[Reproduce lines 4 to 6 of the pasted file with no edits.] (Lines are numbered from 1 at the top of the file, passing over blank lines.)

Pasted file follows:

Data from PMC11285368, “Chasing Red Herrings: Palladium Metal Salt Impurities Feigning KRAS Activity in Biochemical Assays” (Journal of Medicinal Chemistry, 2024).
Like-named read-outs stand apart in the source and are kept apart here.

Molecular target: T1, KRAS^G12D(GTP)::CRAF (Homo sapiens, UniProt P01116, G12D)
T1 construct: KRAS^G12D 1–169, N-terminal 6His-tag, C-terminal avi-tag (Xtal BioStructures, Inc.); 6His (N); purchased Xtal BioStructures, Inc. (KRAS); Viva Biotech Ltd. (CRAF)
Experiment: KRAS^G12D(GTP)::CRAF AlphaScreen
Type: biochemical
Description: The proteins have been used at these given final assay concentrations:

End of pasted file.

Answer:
T1 construct: KRAS^G12D 1–169, N-terminal 6His-tag, C-terminal avi-tag (Xtal BioStructures, Inc.); 6His (N); purchased Xtal BioStructures, Inc. (KRAS); Viva Biotech Ltd. (CRAF)
Experiment: KRAS^G12D(GTP)::CRAF AlphaScreen
Type: biochemical